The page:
You can fill the ditra with the custom stuff. You do not need to use unmodified for your skim coats. The unmodified ‘suggestion’ has nothing at all to do with whether or not it will bond. Modified thinset bonds to kb just fine (better, actually).
Thank you for your great site and advice.
I just finished installing 12×24 porcelain tile over hardibacker painted with two coats of redguard. Unfortunately I did not read enough before I started and I used Omnigrip on the walls of the tub area. From what I have read I believe I should have used a non-modified thinset since it dries without air and air is lacking between the redguard and the porcelain tile.
I did a tub bath and a shower bath this way 3 years ago and both have never had a problem. I had let the tile omnigrip dry out since I got distracted on another project, for 3 weeks before grouting and maybe that was what saved me.
I know I was a fool to not use mortar, but all the tiles are cut and attached now.
Three weeks have gone by on my new tub bath. I got tied up again, haha. On this new job the tiles feel tight. I am going to place a space heater in the bath to ratchet up the heat and leave it for another week before grouting.
My fear it that once the bath is used, and as humidity creeps in through the grout, I do not want the Omnigrip to soften, I was planing to grout the 1/16 to 1/18 horizontal gap between the tiles and the tub with non-sanded grout.
I wanted to know if you thought it would it would be a good idea to leave that gap as a weep exit for the humidity since the Omnigrip trapped between the redguard and the porcelain is susceptible to softening.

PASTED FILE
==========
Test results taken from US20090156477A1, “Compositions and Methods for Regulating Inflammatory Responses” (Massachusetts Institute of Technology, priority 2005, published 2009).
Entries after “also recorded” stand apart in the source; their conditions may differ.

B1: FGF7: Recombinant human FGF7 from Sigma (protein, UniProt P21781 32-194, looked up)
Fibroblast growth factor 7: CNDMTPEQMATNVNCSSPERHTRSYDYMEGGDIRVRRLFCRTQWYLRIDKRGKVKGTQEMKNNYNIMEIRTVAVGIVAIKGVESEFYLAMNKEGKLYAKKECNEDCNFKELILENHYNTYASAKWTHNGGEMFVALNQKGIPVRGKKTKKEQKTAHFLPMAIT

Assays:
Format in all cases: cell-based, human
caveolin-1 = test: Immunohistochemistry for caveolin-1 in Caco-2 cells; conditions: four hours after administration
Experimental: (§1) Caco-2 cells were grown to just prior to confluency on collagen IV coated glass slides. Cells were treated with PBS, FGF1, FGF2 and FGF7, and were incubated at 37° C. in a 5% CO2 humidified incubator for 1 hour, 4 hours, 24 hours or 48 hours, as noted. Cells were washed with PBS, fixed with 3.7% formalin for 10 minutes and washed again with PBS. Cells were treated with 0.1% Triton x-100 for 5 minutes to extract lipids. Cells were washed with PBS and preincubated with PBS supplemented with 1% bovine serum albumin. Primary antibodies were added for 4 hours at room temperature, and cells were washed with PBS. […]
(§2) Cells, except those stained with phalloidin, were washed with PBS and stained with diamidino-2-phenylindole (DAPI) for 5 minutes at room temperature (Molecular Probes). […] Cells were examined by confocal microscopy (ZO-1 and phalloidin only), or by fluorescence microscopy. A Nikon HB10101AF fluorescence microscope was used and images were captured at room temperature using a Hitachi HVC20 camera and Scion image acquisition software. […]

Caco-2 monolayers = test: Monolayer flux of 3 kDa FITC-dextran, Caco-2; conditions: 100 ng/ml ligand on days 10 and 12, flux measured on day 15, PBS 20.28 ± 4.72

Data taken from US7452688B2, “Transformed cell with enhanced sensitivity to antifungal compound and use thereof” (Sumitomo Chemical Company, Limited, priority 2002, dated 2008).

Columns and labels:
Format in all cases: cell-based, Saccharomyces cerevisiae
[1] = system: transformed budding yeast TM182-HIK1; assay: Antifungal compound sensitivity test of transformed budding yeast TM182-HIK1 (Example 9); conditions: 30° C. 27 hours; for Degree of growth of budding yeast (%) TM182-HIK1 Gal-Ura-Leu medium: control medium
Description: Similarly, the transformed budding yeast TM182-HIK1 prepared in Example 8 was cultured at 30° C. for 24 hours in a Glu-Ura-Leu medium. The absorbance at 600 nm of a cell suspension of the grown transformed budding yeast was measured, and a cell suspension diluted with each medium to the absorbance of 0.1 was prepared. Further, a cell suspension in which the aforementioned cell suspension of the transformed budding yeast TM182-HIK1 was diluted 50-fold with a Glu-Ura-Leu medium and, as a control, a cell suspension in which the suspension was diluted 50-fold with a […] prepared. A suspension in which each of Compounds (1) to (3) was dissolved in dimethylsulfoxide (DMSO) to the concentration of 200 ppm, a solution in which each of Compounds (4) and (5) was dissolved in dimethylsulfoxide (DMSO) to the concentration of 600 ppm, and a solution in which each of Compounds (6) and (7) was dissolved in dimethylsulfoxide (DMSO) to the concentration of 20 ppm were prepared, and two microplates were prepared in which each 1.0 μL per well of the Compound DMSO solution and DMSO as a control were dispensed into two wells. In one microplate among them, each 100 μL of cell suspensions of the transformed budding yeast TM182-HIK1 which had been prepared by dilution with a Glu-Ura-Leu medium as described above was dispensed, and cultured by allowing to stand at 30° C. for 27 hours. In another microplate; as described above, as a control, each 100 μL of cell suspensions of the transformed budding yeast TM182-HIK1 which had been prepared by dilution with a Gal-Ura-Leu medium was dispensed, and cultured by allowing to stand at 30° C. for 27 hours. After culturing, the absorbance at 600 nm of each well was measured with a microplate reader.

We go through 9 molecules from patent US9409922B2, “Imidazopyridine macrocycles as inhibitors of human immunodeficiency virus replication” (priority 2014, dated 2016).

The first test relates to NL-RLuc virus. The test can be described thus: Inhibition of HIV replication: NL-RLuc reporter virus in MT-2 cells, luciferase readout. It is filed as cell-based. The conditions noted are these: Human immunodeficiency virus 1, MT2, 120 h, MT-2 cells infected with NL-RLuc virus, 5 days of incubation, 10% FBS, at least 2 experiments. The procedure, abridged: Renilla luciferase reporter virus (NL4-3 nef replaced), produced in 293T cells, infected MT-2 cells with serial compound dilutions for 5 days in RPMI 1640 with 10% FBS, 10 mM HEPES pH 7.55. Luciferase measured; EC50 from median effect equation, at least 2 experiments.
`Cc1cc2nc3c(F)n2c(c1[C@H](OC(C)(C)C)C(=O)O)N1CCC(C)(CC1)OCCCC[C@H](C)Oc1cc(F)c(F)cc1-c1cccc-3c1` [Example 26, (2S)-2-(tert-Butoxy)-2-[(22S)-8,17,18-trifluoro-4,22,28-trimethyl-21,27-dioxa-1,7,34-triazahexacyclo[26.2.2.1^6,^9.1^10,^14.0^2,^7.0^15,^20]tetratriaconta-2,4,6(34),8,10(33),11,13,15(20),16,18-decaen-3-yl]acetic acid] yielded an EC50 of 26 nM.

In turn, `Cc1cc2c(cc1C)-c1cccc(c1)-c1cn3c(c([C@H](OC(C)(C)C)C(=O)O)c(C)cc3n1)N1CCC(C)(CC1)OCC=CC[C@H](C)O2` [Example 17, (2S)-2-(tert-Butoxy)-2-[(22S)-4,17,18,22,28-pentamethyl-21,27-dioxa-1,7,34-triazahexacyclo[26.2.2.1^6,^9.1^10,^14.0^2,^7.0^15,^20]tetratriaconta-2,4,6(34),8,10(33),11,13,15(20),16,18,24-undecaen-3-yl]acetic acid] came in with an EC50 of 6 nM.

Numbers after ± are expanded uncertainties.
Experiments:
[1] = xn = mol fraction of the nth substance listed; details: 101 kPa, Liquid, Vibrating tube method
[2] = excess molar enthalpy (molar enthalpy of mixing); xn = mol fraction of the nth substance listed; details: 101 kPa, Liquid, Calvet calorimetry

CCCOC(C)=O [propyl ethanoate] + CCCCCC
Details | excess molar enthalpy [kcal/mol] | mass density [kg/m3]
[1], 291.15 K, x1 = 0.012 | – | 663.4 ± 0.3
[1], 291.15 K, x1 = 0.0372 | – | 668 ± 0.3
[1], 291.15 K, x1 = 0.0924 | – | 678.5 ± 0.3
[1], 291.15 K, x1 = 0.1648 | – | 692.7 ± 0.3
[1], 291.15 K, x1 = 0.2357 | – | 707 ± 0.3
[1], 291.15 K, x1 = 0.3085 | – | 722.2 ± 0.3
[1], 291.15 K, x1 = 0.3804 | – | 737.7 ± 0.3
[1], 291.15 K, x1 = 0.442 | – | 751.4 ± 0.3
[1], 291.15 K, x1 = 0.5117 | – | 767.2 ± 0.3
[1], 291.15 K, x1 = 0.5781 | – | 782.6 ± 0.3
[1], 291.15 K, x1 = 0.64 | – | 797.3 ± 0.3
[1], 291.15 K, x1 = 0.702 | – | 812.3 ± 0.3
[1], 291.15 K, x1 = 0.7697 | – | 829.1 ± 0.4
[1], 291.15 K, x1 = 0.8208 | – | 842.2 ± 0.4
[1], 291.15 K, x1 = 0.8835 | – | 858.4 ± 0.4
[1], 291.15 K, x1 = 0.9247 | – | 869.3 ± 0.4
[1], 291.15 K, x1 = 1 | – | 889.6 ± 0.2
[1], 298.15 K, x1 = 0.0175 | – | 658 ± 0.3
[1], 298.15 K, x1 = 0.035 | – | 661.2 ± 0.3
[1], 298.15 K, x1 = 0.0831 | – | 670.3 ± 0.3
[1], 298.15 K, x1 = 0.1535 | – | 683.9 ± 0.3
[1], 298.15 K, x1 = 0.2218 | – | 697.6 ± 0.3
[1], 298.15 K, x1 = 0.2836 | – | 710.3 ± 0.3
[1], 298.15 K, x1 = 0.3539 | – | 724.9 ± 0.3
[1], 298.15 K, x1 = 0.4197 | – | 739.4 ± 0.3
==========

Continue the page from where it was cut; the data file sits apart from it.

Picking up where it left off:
It honestly makes no difference whether you do that or not. The outside perimeter of the mastic is likely cured, the inside, beneath most of the tile, is not. The reason they seem bonded correctly is because of this, if you pull a tile off you’ll have a big glob of uncured mastic in the center of the tile surrounded by a cured bead of mastic around the perimeter. It’s simply an improper installation and nothing you do from this point, short of replacing it, is going to make it correct or limit the chance of failure. And redgard is used with modified thinset, not unmodified. Schluter is the ONLY company that wants unmodified.
I am having problems shimming the studs above my shower base. So my question is how do you shim studs that have a bow in them or that are slightly twisted? Any help would be greatly appreciated.
Set a straight edge along the stud and place shims behind it until you have enough shims in the correct areas to make it flat.
Shave down the studs with a planer until they are flat and plumb.
Sister new studs next to the bowed ones so they stick out flush with the outermost part of the bowed studs.
Is it acceptable to attach hardi backer to studs without a vapot barrier if you red guard the hardibacker after taping and mudding the seams? Thank you, your site is amazing!